Common Defects In Wood
The drying out process of timber is very important, because if the wood is not dried out in the correct manner or method, stresses in the wood can and will occur, making it very difficult or unpredictable to work with or impossible to use for a certain project at.
Before you use any solid types of wood for a project, it is very important to always inspect the surface of the wood for any obvious faults such as:
Always look at the end grain section of your timber to see how the piece was cut from the log, and to check for any distortion.
Make sure to sight along the length of the timber to check for any twisting or bowing. Also look for any evidence of insect attack.
1) Surface Checking
Surface checking is usually found along the rays of the wood. It is caused by too rapid drying of the surface of the timber.
2) End Splits
Such splits are very common defects caused by exposed ends drying out to rapidly. Sealing the ends of the stacked boards with waterproof paint can prevent this.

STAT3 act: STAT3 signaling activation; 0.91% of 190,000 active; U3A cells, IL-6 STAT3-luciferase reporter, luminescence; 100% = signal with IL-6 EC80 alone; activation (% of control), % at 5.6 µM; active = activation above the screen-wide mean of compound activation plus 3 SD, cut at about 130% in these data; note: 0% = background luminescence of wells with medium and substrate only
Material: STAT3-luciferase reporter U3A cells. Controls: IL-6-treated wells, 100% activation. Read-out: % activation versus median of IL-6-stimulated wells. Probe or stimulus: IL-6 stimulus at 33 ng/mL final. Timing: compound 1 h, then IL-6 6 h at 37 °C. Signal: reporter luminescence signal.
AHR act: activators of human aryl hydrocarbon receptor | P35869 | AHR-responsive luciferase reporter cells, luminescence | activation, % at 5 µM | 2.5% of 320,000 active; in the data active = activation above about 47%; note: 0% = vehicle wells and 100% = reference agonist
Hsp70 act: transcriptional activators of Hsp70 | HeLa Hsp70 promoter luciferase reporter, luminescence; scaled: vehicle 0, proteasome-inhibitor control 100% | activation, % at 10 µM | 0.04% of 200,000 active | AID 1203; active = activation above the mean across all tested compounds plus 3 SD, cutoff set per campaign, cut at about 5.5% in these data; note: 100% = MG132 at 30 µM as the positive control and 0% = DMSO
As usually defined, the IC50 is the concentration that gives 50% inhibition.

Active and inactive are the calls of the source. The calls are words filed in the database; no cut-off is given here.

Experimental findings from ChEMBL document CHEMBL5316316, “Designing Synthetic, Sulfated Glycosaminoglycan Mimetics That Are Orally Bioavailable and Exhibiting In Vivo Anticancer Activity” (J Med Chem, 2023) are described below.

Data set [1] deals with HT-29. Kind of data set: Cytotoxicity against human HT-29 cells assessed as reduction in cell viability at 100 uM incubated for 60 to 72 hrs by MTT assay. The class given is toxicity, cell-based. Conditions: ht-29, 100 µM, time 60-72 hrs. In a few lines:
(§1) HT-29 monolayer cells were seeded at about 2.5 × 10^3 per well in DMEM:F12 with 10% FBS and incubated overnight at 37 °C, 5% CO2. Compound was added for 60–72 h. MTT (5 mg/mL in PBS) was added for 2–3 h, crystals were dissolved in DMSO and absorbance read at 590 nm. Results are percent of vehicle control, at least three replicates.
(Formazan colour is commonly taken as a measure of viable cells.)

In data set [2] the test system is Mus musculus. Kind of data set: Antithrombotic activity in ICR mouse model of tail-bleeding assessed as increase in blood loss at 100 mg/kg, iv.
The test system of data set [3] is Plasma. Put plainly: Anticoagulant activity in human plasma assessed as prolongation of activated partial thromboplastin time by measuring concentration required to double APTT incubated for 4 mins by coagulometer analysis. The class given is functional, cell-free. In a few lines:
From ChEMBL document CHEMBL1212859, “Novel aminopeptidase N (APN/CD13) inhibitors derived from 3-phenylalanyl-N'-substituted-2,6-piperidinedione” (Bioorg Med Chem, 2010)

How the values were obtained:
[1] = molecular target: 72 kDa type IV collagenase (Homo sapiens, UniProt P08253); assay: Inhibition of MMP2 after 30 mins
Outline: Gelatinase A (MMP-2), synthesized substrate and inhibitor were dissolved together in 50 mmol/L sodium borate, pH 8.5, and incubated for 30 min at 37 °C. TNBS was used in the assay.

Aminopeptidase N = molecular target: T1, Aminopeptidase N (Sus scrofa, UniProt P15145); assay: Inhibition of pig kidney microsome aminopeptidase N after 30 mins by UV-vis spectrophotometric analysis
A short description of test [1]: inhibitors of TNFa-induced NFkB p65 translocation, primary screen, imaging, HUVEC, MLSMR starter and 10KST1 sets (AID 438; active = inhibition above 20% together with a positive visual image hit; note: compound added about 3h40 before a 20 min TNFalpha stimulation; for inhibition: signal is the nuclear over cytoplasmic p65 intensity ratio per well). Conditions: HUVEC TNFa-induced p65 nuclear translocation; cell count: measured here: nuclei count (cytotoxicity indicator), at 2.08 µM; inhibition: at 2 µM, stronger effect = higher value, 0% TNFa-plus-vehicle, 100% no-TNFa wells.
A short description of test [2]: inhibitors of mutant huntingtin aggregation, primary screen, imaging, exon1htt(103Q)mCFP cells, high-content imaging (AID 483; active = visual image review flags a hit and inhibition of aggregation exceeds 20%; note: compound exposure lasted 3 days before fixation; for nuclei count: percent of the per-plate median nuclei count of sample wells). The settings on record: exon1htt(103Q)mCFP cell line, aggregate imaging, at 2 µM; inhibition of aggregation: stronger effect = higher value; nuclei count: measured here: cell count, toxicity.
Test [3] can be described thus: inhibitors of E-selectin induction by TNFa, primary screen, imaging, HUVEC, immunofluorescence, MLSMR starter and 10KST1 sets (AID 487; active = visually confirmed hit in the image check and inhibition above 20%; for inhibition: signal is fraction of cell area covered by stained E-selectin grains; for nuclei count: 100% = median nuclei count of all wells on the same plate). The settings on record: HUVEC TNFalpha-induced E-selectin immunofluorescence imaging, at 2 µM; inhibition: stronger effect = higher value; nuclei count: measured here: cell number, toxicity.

3) Honeycomb Checks
This defect is caused when the outside of the timber stabilizes before the inside is dry. The inside shrinks more than the outside, resulting in torn internal fibres.
These are defects in the structure of the wood which are caused by growth defects or shrinkage stresses. Cup or ring shakes are splits that occur between the annual growth rings.
This is caused by badly stacked boards, wild grain or stresses caused by poor seasoning of the timber. Reaction wood is also prone to twist or cast when its cut or dried.
6) Dead Or Encased Knots
These are the remains of dead branch stumps overgrown by new annual growth rings. Generally the wood around the knot has an irregular grain pattern and is very difficult to work.
7) Ingrown Bark
This can mar the woods appearance and weaken its structure.